“I went to France at the age of 14 and joined the Academy at Marseille. I went to France for my holidays with my auntie and my brother, because [André] was supposed to do a trial at Marseille. I was not planning to stay there.

      “Then my godfather, Pape Diouf, said: ‘Come in and train during the holiday’. That’s where it all started. I went to training and it went very well – they didn’t want me to go back to Accra.

      “My mum didn’t want me to stay there because she felt I was not ready, but my dad said: ‘Listen, just let him go for one or two years.’ She was not happy, because she wanted me to come back home. I went when I was 14 – and didn’t come back until I was 23!

      “It was a massive change. I was sad – honestly, after four months I called my mum and said: ‘I want to come home, I cannot do it.’ My dad said: ‘You are not coming home. You made a decision and you need to honour that decision.’ My parents would come sometimes and every six months I would go back. The first year was hard, the second year was good, and then after that I felt at home.”

      Pape Diouf, then president of Marseille, played a huge role in Ayew’s development. But there was no question of preferential treatment because of his father’s playing achievements.

      “[Diouf] definitely saw something in me,” Ayew says. “He was living in Marseille but I was in the Academy, so he would just come from time to time to check on us. If we had a problem or anything we could go through him. He was there for us and he did everything for my family, and I will always be grateful and have massive respect for him.

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      I went when I was 14 – and didn’t come back until I was 23!

      Jordan Ayew

      “I grew up [being known as Abedi’s son] so it didn’t really affect me. My dad always said: ‘The football doesn’t lie. If you are no good, everyone will see you are no good. You just need to prove people wrong on the pitch.’ That is what I have been trying to do since I was a child, to show I have my own qualities and I can be an important person to the country and the community.”

      All these years later, that family bond remains as strong as ever. The Ayew sons have proved themselves at the top level of the game, Jordan and André playing alongside one another in Brazil in 2014 and again in Qatar. It is a source of immense pride.

      “Every time I play with my brother there is happiness, because we fulfilled our dreams,” the Palace man says. “It was painful to leave the tournament, but we did our best and gave everything to present Ghana in the best way possible.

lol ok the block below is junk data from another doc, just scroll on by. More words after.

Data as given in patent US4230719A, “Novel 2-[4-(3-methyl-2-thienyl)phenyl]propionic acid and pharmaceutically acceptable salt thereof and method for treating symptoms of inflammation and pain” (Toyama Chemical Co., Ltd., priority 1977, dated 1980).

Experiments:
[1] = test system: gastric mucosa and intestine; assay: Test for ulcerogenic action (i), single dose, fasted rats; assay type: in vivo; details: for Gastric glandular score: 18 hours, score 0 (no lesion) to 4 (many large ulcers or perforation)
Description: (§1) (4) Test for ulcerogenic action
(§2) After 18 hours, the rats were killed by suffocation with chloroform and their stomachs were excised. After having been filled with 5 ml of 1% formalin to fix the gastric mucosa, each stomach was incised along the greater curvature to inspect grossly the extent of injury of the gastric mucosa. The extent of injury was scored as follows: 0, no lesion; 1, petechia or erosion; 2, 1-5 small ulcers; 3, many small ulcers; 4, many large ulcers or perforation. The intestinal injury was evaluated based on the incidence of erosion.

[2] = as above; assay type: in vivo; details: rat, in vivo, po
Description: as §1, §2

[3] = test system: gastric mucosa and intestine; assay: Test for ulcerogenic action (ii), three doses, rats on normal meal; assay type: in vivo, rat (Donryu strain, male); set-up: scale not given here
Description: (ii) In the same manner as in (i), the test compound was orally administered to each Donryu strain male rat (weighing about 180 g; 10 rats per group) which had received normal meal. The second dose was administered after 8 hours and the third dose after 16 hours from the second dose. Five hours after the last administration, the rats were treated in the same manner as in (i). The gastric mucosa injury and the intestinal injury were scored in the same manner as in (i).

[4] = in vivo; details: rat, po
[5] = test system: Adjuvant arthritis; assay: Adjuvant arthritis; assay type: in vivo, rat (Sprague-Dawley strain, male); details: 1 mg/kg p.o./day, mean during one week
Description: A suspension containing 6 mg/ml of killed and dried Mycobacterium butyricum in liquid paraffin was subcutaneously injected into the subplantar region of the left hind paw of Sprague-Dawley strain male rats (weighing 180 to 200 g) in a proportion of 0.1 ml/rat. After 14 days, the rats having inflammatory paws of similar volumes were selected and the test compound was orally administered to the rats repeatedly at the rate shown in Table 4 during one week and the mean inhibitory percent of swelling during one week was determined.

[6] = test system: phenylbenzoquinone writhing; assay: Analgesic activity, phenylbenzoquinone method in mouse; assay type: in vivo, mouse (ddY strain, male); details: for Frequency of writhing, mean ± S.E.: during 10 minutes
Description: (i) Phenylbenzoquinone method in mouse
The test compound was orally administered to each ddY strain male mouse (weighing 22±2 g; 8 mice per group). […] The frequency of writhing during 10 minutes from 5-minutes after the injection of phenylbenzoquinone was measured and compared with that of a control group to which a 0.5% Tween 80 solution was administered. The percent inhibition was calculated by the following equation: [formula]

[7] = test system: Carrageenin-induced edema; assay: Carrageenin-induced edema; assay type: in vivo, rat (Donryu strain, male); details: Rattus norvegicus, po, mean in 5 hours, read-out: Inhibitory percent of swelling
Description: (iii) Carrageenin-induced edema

“I have a big family, I was raised by grandparents, aunties and uncles. They did a really good job. If I'm here today it’s because of them, they played their part. I always say that its important for me to remember where I came from, to thank them for their role in bringing me up. I feel blessed.”

      For all the fame, fortune and everything that goes with it, being a professional footballer can be uniquely challenging. The pressure is immense, the glare of being constantly in the public eye wearying and the expectations ever-growing.

      But Ayew knows that he always has a calm conversation to cheer him up, a steady head to offer advice or just a trusted confidante to take his mind off the game. “I speak to my brother, my sister and my parents maybe seven or eight times per week,” he says. “My mum is really chilled and calls when she has to call, but my brothers and my Dad we speak a lot.

      “Sometimes ‘you did well’ or ‘you didn’t play well’, but it’s not really [about football], we just speak about everything.” In the whirlwind environment of the Premier League, that support is invaluable.

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      They keep on praying for us and supporting us. There is nothing more that I can ask for.

      Jordan Ayew

      It’s clear that for all his personal achievements, Ayew is determined to emphasise how important his community was in his – and his family’s – upbringings. After all, how else could one of the most impressive footballing dynasties still be performing on the global stage?

      “We grew up in a really good area with good people around,” he concludes. “We got along together and I still have a lot of friends over there. My childhood friends are there, and one or two are in the UK.

      “I still see them from time to time. Those are the friends that really helped me grow. We are still in contact and when I go back home they show how proud they are. They keep on praying for us and supporting us.

      “There is nothing more that I can ask for.”